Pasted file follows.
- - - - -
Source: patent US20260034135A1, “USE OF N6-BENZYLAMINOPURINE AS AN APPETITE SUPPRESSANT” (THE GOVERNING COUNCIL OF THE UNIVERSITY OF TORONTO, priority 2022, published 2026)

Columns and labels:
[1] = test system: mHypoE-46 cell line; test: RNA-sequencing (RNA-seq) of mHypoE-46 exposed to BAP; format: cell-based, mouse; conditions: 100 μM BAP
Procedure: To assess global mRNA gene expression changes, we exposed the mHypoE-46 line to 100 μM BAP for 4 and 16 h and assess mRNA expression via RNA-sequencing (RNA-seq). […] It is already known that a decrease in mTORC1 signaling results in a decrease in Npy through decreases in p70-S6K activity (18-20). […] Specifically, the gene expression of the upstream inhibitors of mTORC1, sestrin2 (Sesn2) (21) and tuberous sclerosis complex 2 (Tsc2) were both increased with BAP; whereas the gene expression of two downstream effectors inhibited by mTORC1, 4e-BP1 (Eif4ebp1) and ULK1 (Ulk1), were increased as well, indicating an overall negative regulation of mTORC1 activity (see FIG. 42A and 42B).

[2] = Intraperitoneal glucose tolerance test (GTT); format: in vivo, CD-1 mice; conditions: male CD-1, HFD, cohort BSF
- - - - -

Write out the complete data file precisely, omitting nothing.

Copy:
Source: patent US20260034135A1, “USE OF N6-BENZYLAMINOPURINE AS AN APPETITE SUPPRESSANT” (THE GOVERNING COUNCIL OF THE UNIVERSITY OF TORONTO, priority 2022, published 2026)

Columns and labels:
[1] = test system: mHypoE-46 cell line; test: RNA-sequencing (RNA-seq) of mHypoE-46 exposed to BAP; format: cell-based, mouse; conditions: 100 μM BAP
Procedure: To assess global mRNA gene expression changes, we exposed the mHypoE-46 line to 100 μM BAP for 4 and 16 h and assess mRNA expression via RNA-sequencing (RNA-seq). […] It is already known that a decrease in mTORC1 signaling results in a decrease in Npy through decreases in p70-S6K activity (18-20). […] Specifically, the gene expression of the upstream inhibitors of mTORC1, sestrin2 (Sesn2) (21) and tuberous sclerosis complex 2 (Tsc2) were both increased with BAP; whereas the gene expression of two downstream effectors inhibited by mTORC1, 4e-BP1 (Eif4ebp1) and ULK1 (Ulk1), were increased as well, indicating an overall negative regulation of mTORC1 activity (see FIG. 42A and 42B).

[2] = Intraperitoneal glucose tolerance test (GTT); format: in vivo, CD-1 mice; conditions: male CD-1, HFD, cohort BSF